Please use this identifier to cite or link to this item:
Title: Ozone water treatment system for cooling towers : user guide specifications
Authors: Hock, V. F.
Piskin, Deniz
McLeod, Malcolm E.
Keywords: Corrosion and anti-corrosives
Waste minimization
Cooling towers
Publisher: Construction Engineering Research Laboratories (U.S.)
Series/Report no.: FEAP user guide (Construction Engineering Research Laboratories (U.S.));no. 97/132
Abstract: It has been observed that a major cause of scaling in cooling water systems can be attributed to the biological and organic content of the system. Traditionally, cooling water has been treated to prevent corrosion by addition of corrosion inhibitors, scale control chemicals, and biocides. Some common chromate additives are phosphorus, chlorine, and zinc compounds. Frequently, several different biocides are used in conjunction because a given organism can develop an immunity to a single biocide. In 1990, the U.S. Environmental Protection Agency (EPA) banned the use of chromates in these water systems, and other maintenance practices involving additive use, such as blowdown, are regulated because the discharge can carry harmful chemicals and hot water into publicly owned treatment works. The ability of ozone (03) to disinfect water has been known and used for years. Using ozone to treat cooling tower water is a relatively new procedure, however. Because of its promising energy saving and environmental benefits, its popularity is growing. Ozonification has been used for years to reduce the biological contaminants in the cooling tower water that is recycled in a closed system for building cooling. This technology is an alternative to the use of chemical biocides, which require maintenance and monitoring. The cost savings associated with this technology come mainly from labor savings, from the elimination of chemical treatment requirements to meet EPA clean water standards, and the low cost of installation. Further, industry experts claim ozone is a more effective biocide than chlorine and effectively destroys disease-causing bacteria such as the strains linked to Legionnaire's Disease. Moreover, because it is a short-lived compound that rapidly reverts to diatomic oxygen (02), ozone eliminates the concentration of traditional biocides in cooling water. In addition, some experts have reported that ozone can control certain kinds of corrosion and scale. A new cooling tower system installed at the U.S. Military Academy, West Point, NY, has used ozone as a standalone treatment for two cooling seasons.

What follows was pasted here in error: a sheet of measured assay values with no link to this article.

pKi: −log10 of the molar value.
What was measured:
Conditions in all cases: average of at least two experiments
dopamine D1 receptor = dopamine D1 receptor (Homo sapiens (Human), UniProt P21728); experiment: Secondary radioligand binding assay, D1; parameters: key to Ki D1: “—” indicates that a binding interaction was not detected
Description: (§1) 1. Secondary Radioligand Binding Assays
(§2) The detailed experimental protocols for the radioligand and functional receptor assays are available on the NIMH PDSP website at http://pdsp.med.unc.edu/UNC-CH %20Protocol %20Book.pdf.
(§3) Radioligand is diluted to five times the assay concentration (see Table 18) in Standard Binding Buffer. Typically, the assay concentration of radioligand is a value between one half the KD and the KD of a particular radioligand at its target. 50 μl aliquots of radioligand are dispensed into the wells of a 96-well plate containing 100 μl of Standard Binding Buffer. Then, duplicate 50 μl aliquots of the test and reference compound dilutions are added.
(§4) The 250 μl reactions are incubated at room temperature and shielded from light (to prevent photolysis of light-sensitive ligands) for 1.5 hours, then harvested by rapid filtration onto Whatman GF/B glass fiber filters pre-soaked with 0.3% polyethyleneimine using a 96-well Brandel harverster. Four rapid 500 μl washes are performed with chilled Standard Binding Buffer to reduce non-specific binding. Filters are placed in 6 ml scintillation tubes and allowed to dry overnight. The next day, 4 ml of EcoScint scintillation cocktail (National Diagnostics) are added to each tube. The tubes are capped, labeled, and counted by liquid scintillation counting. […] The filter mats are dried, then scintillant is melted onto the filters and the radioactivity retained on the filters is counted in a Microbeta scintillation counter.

Description: FEAP User Guide
Gov't Doc #: USACERL FEAP UG-97/132
Rights: Approved for public release; distribution is unlimited
Appears in Collections:Technical Report

Files in This Item:
File Description SizeFormat 
USACERL FEAP UG-97-132.pdf21.7 MBAdobe PDFThumbnail